The historian E A B Barnard, of whom more later, reinforced that evidence in a comprehensive 1920s research project that led to his publication of ‘The Sheldons: Being some account of the Sheldon Family or Worcestershire and Warwickshire’.
First published in 1936, it was re-published in paperback form by Cambridge University Press in 2014 (ISBN: 978-1-107-67421-9).
No documentary evidence is available for Ralph and his two sons, but Richard’s son John is almost certainly the John Sheldon of Rowley Regis named in a deed of 1416 held in the neighbouring Dudley Archives (deed number 1172). This was a grant of houses and yards by William Anthony, gentleman of Dudley, to John Sheldon and two others. “John Sheldon esquire” is also recorded at Rowley in 1430.
Nothing is known of Morris Sheldon except that he also had a son John, who married Juana de Cotton, daughter of a wealthy Norman family, and used his good fortune to lease the manor of Abberton, Worcestershire, during the reign of Henry IV (1319-1413) from the Abbot and Convent of Pershore, which has extensive landholdings across several Midlands counties.
Barnard confirms this leasing arrangement in the opening paragraph of his book,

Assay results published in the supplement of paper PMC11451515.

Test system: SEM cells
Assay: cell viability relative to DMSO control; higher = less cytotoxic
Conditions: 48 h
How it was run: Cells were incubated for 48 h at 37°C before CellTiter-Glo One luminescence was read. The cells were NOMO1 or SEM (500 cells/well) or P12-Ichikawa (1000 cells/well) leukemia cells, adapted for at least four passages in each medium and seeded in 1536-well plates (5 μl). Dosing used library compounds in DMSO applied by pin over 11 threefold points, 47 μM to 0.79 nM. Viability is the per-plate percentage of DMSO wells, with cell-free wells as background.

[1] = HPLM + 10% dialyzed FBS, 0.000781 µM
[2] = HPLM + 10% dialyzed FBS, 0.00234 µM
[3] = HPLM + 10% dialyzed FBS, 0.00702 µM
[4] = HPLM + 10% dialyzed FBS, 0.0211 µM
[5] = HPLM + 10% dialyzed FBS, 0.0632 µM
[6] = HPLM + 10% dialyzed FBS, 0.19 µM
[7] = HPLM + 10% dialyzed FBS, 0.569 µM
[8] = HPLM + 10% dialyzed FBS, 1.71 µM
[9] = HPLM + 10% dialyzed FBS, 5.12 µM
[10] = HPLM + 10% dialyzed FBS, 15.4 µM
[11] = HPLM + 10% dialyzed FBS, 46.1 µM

Subsequent Sheldons will, by virtue of marrying well, similarly elevate themselves to dizzy heights on the social scale, amassing vast wealth, power and influence along the way.
Although John Sheldon moved on to pastures new, other siblings and wider family members stayed in and around Rowley Regis and to this day many of their descendants can be found either still in Rowley itself or in the many surrounding towns.
For more on the history of Rowley Regis, and in particularly its complicated geographical history, see: http://www.genuki.org.uk/big/eng/STS/RowleyRegis/
FOLLOW THE SAGA: The Sheldons move on to Abberton
All posts in this category
- The birth of the first great Sheldon dynasty
- Feast of the Swans saw 267 new knights created
- The Black Death and the first Ralph Sheldon
- The Sheldons move on to Abberton
- William Sheldon at the Battle of Bosworth
- The details of Ralph Sheldon’s will
- Philippa’s will that of a wealthy woman
- Ralph Sheldon (1468-1546) the first coal king
- William Sheldon (1500-1575) Part Two
- The complexities of Leicestershire mining